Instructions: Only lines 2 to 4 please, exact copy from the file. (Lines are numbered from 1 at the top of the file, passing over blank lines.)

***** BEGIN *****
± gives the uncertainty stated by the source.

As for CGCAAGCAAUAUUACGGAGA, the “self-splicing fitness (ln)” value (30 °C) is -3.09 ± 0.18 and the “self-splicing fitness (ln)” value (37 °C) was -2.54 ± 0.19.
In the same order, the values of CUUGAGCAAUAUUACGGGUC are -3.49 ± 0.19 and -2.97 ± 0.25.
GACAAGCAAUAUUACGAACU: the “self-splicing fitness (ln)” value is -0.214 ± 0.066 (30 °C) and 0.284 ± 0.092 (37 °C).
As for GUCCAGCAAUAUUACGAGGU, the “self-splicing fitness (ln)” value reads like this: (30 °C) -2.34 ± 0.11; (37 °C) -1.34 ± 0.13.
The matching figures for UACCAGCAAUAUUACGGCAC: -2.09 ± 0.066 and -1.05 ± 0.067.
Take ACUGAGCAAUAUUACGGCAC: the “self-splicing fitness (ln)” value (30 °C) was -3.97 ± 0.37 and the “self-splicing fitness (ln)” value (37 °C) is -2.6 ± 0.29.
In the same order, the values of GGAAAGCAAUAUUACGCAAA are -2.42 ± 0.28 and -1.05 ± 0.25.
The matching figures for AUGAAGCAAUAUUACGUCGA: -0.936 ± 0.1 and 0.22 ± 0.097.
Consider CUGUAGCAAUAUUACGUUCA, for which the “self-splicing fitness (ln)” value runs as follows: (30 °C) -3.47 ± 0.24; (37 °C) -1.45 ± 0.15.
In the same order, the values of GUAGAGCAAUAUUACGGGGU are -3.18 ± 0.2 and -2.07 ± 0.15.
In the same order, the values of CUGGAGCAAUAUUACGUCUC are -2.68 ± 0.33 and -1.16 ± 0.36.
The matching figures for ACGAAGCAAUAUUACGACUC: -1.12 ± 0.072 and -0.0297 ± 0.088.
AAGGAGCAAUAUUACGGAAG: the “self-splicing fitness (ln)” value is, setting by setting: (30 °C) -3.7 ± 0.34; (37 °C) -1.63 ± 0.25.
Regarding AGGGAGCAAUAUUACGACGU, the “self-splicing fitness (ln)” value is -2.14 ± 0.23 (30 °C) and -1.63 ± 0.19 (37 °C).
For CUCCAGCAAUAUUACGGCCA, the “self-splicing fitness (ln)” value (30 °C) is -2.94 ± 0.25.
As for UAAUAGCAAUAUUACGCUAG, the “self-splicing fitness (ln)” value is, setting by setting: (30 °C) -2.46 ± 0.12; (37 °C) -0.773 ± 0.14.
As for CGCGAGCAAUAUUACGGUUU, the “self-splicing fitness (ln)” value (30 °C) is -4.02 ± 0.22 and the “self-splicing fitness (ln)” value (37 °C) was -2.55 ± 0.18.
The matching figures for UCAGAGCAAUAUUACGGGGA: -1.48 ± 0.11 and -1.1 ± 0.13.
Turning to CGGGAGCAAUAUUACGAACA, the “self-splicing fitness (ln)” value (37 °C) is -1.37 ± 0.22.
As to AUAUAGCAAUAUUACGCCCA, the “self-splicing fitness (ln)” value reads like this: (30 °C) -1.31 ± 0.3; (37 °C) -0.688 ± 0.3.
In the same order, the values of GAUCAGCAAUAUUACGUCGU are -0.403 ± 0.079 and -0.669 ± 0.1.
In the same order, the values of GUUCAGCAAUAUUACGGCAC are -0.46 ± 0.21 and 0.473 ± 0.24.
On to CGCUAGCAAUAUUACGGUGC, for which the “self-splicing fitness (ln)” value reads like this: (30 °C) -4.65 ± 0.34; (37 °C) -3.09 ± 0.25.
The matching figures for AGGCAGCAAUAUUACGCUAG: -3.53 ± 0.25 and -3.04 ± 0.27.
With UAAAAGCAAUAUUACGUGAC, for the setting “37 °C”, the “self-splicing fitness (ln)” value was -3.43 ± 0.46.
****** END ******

As for CGCAAGCAAUAUUACGGAGA, the “self-splicing fitness (ln)” value (30 °C) is -3.09 ± 0.18 and the “self-splicing fitness (ln)” value (37 °C) was -2.54 ± 0.19.
In the same order, the values of CUUGAGCAAUAUUACGGGUC are -3.49 ± 0.19 and -2.97 ± 0.25.
GACAAGCAAUAUUACGAACU: the “self-splicing fitness (ln)” value is -0.214 ± 0.066 (30 °C) and 0.284 ± 0.092 (37 °C).